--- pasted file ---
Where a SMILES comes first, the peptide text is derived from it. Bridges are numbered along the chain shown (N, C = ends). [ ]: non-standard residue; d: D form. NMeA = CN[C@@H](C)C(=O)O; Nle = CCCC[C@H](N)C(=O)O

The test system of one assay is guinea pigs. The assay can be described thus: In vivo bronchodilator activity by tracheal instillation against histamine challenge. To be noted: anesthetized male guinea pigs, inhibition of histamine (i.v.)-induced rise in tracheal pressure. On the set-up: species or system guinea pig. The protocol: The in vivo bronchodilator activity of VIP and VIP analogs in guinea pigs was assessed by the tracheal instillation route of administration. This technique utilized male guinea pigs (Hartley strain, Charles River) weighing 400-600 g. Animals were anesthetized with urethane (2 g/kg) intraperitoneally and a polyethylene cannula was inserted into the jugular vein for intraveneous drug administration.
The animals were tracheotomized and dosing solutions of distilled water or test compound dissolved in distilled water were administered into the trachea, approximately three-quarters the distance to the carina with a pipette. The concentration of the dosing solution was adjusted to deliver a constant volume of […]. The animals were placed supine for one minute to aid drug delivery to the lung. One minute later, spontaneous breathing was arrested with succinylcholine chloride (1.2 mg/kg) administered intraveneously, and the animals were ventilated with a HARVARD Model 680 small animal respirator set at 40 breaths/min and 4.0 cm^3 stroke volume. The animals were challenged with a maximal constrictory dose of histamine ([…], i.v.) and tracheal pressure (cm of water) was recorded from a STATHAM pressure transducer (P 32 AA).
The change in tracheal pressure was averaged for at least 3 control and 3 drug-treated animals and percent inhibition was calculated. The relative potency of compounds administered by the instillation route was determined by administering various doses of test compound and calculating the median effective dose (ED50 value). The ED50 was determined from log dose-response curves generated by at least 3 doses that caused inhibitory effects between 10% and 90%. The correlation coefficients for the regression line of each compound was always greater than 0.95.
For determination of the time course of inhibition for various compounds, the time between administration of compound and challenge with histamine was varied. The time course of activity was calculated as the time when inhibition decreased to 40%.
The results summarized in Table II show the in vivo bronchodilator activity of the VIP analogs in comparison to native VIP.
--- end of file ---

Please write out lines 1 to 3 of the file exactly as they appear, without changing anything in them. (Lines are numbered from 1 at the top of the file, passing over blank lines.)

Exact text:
Where a SMILES comes first, the peptide text is derived from it. Bridges are numbered along the chain shown (N, C = ends). [ ]: non-standard residue; d: D form. NMeA = CN[C@@H](C)C(=O)O; Nle = CCCC[C@H](N)C(=O)O

The test system of one assay is guinea pigs. The assay can be described thus: In vivo bronchodilator activity by tracheal instillation against histamine challenge. To be noted: anesthetized male guinea pigs, inhibition of histamine (i.v.)-induced rise in tracheal pressure. On the set-up: species or system guinea pig. The protocol: The in vivo bronchodilator activity of VIP and VIP analogs in guinea pigs was assessed by the tracheal instillation route of administration. This technique utilized male guinea pigs (Hartley strain, Charles River) weighing 400-600 g. Animals were anesthetized with urethane (2 g/kg) intraperitoneally and a polyethylene cannula was inserted into the jugular vein for intraveneous drug administration.
The animals were tracheotomized and dosing solutions of distilled water or test compound dissolved in distilled water were administered into the trachea, approximately three-quarters the distance to the carina with a pipette. The concentration of the dosing solution was adjusted to deliver a constant volume of […]. The animals were placed supine for one minute to aid drug delivery to the lung. One minute later, spontaneous breathing was arrested with succinylcholine chloride (1.2 mg/kg) administered intraveneously, and the animals were ventilated with a HARVARD Model 680 small animal respirator set at 40 breaths/min and 4.0 cm^3 stroke volume. The animals were challenged with a maximal constrictory dose of histamine ([…], i.v.) and tracheal pressure (cm of water) was recorded from a STATHAM pressure transducer (P 32 AA).